Years later, in 1841, General Espartero, Kingdom Regent during the minor period of Elisabeth II's lifetime, he settled himself at the property, but as a consequence of leaving it because of exile reasons to England, two years later the palace was assigned with other uses, among them, the one of being residence of the embassor Fuad Effendi sublime's Ottoman Porte (Turkey), or later, as Cavalry, Artillery and Ingeneers Management, until in 1847, that it is turned into the War Ministry.

During the approaching years, being the War Ministry yet, the builing was occupied by distinguised characters, among it would be important to highligh General Juan Prim I Prats, War and Prime Minister of Spain, who died the 30th of December in 1870, as a consecuence of the painful injuries suffered in an attack at Turco Street (currently called "Marqués de Cubas") when he was coming back from the Courts.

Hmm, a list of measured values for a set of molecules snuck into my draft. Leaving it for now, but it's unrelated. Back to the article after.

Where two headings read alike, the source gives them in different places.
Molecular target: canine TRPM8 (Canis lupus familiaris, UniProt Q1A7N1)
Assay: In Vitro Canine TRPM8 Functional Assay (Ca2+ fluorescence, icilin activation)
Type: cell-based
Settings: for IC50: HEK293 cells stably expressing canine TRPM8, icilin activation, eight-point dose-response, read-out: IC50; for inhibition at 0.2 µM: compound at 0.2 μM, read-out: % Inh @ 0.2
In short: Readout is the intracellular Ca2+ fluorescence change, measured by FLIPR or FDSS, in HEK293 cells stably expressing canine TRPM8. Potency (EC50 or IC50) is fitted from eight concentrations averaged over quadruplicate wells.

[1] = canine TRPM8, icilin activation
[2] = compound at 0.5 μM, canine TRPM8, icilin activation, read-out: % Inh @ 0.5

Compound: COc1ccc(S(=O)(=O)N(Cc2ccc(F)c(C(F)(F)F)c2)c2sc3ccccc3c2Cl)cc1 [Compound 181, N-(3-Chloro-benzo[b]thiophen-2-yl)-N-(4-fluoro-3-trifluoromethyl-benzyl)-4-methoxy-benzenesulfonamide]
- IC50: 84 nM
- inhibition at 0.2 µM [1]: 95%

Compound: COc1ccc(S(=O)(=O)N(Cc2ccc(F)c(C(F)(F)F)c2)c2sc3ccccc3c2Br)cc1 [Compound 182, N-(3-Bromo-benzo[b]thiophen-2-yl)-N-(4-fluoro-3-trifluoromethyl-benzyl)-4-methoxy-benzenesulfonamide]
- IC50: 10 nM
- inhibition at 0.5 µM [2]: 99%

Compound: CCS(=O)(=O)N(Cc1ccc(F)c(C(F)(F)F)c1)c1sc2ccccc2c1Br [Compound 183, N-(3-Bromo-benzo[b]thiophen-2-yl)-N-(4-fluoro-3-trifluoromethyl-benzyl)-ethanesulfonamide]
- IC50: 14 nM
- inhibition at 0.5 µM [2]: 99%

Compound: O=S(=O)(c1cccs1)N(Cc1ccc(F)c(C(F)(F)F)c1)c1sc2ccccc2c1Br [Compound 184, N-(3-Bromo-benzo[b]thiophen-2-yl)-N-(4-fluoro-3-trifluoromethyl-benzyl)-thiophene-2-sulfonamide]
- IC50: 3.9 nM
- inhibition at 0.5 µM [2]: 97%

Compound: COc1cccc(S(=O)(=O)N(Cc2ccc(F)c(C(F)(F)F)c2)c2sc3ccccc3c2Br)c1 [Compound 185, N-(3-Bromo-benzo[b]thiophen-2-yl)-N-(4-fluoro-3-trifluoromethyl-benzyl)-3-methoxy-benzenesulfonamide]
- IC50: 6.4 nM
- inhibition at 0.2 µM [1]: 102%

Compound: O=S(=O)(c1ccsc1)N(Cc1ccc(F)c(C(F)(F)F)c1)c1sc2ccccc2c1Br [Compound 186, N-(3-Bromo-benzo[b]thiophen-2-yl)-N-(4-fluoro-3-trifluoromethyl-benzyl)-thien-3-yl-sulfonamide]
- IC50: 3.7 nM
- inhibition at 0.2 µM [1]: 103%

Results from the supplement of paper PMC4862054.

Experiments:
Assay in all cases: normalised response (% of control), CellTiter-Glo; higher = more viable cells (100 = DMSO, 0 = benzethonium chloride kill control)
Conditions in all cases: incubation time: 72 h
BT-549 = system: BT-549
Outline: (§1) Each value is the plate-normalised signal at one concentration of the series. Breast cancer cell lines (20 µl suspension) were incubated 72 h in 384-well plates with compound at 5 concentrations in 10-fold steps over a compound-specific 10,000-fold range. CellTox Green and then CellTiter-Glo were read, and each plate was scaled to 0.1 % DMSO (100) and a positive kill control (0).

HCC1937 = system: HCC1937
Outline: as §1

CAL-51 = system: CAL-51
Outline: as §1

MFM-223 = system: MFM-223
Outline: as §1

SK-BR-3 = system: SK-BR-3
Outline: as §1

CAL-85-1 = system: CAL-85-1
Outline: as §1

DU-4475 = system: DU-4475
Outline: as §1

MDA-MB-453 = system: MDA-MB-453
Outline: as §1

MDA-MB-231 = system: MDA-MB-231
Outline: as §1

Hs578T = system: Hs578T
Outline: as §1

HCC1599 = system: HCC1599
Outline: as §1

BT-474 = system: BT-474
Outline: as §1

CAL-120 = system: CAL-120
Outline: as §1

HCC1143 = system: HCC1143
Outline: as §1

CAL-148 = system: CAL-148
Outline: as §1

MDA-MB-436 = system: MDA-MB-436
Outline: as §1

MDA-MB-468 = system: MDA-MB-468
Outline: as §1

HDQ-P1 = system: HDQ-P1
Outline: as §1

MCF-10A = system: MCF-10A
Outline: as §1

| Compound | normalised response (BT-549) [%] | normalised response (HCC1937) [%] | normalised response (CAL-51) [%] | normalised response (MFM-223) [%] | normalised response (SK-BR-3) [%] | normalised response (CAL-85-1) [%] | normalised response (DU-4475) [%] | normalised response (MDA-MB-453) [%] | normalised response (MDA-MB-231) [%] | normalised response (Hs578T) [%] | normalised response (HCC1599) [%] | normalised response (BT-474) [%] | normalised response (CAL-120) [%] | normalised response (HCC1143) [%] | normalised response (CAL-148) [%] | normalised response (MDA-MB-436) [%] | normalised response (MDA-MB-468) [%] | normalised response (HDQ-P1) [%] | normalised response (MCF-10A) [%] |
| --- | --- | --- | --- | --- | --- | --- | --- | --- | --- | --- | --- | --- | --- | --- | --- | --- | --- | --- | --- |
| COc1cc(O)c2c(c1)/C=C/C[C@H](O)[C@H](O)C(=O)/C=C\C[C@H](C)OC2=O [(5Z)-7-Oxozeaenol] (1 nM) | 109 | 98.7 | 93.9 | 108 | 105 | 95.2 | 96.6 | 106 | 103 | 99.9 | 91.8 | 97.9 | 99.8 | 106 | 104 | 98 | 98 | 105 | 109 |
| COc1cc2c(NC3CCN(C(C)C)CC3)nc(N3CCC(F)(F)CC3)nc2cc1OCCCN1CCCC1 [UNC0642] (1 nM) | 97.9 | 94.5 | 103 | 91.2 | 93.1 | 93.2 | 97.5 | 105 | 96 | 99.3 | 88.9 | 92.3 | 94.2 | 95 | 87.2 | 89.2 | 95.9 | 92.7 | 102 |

El Palacio como Ministerio de la Guerra

The Palace as War Ministry

With the arrival of the First Republic, in 1873, the building was still being used as War Ministry, place from where many wars such as the Cuban War, The Cantonal War or the Third Carlist War, were directed.

In 1923 and with General Primo de Rivera, another tenent living in the property, it was decided to change its current name, calling the palace as the Army Ministry.

The same day of the Second Republic proclamation, 14th of April 1931, Manuel Azaña took charge of the palace as First Army Minister and, later as Ministers' Council President.

During the Civil War, from 1936-1939, it was established as Madrid Defense Council, leaded by General Miaja.

Once the war was finished, the building became General Varela's property, as Army Minister, carrying out the last important remodelings. Among them, there must be mentioned that a new floor was built over the original cornice, apart from the interior frontispiece decoration by the sculptor Aniceto Marinas.

In 1977, the palace turned into the Defense Ministry. During this period, General Gutierrez Mellado, Agustín Rodríguez Sahagún and Alberto Oliart Saussol, were its principals.

Finally, in 1982, with the Defense Ministry's moved back to its actual place, at Paseo de la Castellana, it became the Spanish Army Headquarters.